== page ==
One huge caution I would have for this project is to look carefully at the blockchain software and protocol. While any given executable contract might be Sharia compliant, if the transactions are executed and recorded on an open system, the other data there is almost certainly not Sharia compliant. The ethical records will be in the same data blocks with everything else: on-line gambling, speculative bets, interest payments, and so on. And the transactions will be processed by software that also processes all these other activities.

The question will be whether this approach is acceptable or not. Is it OK to handle, at least indirectly, all these other transactions?  Or should the software only be used for compliant transactions?

This concern could be mitigated by a private blockchain that only handles Sharia compliant transactions. (Perhaps Ripple might be a better match than Ethereum, since it already is designed after a Halawa network, and let’s you control who you trust.)

I would also urge that the consensus mechanism be examined carefully. Nakamotoan consensus depends on mining that has an incentive system that may or may not be consistent with Sharia. The Nakamoto block reward strongly resembles a lottery or slot machine, which seems problematic to me.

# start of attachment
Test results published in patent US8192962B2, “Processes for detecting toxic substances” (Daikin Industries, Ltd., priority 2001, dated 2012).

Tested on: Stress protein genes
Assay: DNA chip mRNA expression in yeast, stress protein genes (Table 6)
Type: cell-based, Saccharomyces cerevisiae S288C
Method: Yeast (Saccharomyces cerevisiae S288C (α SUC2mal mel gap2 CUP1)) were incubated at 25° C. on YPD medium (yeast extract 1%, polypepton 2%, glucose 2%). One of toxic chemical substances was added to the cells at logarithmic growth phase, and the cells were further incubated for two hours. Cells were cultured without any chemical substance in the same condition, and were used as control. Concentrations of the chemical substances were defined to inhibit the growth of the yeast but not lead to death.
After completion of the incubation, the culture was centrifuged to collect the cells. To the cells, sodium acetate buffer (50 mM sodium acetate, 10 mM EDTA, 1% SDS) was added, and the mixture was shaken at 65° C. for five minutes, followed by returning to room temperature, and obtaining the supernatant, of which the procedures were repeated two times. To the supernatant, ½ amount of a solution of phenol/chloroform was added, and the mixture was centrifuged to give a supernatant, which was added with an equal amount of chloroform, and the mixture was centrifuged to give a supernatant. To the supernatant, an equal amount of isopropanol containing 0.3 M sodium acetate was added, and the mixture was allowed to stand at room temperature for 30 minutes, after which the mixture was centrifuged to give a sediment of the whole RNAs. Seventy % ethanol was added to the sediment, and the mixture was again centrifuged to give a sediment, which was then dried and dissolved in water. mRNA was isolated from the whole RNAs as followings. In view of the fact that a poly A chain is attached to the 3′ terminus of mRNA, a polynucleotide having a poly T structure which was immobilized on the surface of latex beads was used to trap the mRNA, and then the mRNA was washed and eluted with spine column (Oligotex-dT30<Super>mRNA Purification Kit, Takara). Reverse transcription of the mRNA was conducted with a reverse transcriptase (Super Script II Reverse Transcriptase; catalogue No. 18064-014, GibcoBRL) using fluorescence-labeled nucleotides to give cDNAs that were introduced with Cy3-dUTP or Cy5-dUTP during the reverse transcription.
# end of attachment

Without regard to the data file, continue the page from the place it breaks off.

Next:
Ethereum may be moving to a proof-of-stake method, and there are other possibilities. These alternative ‘math problems’ might have significantly different ethical implications.


This project is quite interesting, and will bear watching as it develops. I’d like to see blockchain technology put to socially positive use.


  1. SettleMint, SettleMint to create Sharia compliant financial products for the Islamic Development Bank member countries. 2017. https://www.settlemint.com/project/2017/10/15/settlemint-to-create-sharia-compliant-financial-products-for-the-isdb-member-countries/
  2. Sujha Sundararajan, Islamic Development Bank to Research Sharia-Compliant Blockchain Products. Coindesk.October 20 2017, https://www.coindesk.com/islamic-development-bank-research-sharia-compliant-blockchain-products/
  3. Bernardo Vizcaino, Saudi Arabia’s IDB plans blockchain-based financial inclusion product, in Reuters – Fintech. 2017. https://www.reuters.com/article/us-islamic-finance-fintech/saudi-arabias-idb-plans-blockchain-based-financial-inclusion-product-idUSKBN1CP08W?il=0

 

Cryptocurrency Thursday